Be curious. Be scrappy. Make friends. See possibilities. These are just a few of the values that define one of DC's leading local food producers. Recent Georgetown graduates Ann Yang and Phil Wong started MISFIT Juicery when they realized that they could be a part of the solution when it comes to solving the very real environmental and societal problems that stem from food waste. We caught up with co-founder Ann to learn more about their goals for developing the country's leading brand in sustainable foods.
What did you study at Georgetown?I studied Culture and Politics in the Walsh School of Foreign Service--the foundation of the major is critical theory and then you choose your own concentration. I chose urban social justice issues. I loved my major and feel incredibly nostalgic about my education at Georgetown.
Can you tell us a little bit about your backstory? How did you and Phil start your company?I became interested in studying food systems and passionate about how food affects everyone regardless of culture, difference, and background. My parents are immigrants from China and I grew up in a low-income household, which made me interested in social entrepreneurship from an early age. As I learned about food waste, I thought that it was a unique issue that could be solved through a social enterprise.
For Phil, he first started noticing food waste in the dining halls at Georgetown. He also noticed food waste in the streets of Senegal where he studied abroad, where waste removal infrastructure is different than in the United States. We worked on the idea for a class we took together at Georgetown called Launching the Venture. Our first experiment was with four crates of misfit peaches that we purchased from a farmer named Tim and a borrowed blender from a woman I babysat for. We now wholesale to 50 locations in DC and in early April we launched in NYC.
How did your time spent studying abroad in Rwanda influence your choice to officially start MISFIT Juicery?So Phil actually went there for two summers; the first summer that he went there he also went to Senegal for fourth months afterward, and the second summer he received the Davis Projects for Peace grant where he had the chance to study clean cook stove technology. I was also in Rwanda during that time studying social entrepreneurship. During our time in Rwanda, the everyday noise of life made us both reflect on what we actually wanted to do career-wise after graduating from college. It was the summer before our senior year in college, and a lot of our friends were looking at jobs and accepting offers, and at the same time, people were having a lot of existential nausea about what they were going to be doing after graduation. It was in that space that we decided to pursue MISFIT with full will and passion.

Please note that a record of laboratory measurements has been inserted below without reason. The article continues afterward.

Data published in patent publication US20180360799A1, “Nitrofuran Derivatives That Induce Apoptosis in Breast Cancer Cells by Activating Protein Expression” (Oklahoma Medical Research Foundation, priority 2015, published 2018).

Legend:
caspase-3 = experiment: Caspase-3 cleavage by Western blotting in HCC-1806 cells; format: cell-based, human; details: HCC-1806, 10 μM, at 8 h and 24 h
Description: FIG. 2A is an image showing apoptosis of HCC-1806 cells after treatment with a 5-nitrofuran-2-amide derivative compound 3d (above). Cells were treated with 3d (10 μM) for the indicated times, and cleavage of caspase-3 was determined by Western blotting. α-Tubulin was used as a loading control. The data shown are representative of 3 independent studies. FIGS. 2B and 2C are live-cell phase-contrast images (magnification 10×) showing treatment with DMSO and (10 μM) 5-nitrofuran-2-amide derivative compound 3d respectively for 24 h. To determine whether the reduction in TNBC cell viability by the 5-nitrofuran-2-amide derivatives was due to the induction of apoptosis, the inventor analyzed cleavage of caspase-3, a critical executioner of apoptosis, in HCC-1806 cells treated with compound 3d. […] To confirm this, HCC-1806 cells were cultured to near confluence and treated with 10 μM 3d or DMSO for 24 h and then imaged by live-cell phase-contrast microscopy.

What has been the most surprising part of your company's evolution?I think that a lot of it is that you learn so much every day, which is one of the coolest parts of entrepreneurship. We have learned so much from our mentors and other people in the industry as well; our whole community has been amazing. Tackling food waste in multiple levels of the supply chain has been a really cool development. About six months ago we started sourcing trimmings and tops waste from Baldor Specialty Foods. When Phil and I first started the company, we knew that 20 billion pounds of fruits and veggies go unharvested or unsold every year, but we had no idea how much waste occurs at the processing level.
What do consider the role of businesses like MISFIT to be in helping end food insecurity?Our primary mission is to fight food waste because of its devastating environmental consequences. Our company has partnered with hunger organizations like Capital Area Food Bank and the Arcadia Center for Sustainable Food and Agriculture, and we hope to expand the scope of our work in food equity in the future.
What has it been like partnering with major businesses like Eataly? What kind of values do you look for in companies that you collaborate with?Eataly carries a lot of brands that have an interesting backstory, so we were really excited to be working with them. They have been an amazing brand to work with; we couldn't have thought of a better brand to launch with in NYC.
As the demand for sustainable food options continues to grow, especially in places like DC, what are some of your goals for MISFIT in the near future?We want to turn MISFIT Juicery into MISFIT Foods. We want to be the country's leading natural foods brand that stands for sustainable sourcing. In the meantime, we are focusing on expanding juice distribution up and down the East Coast. We definitely have some exciting things in the works for a more expansive food line in the future though!
Photos courtesy of MISFIT Juicery.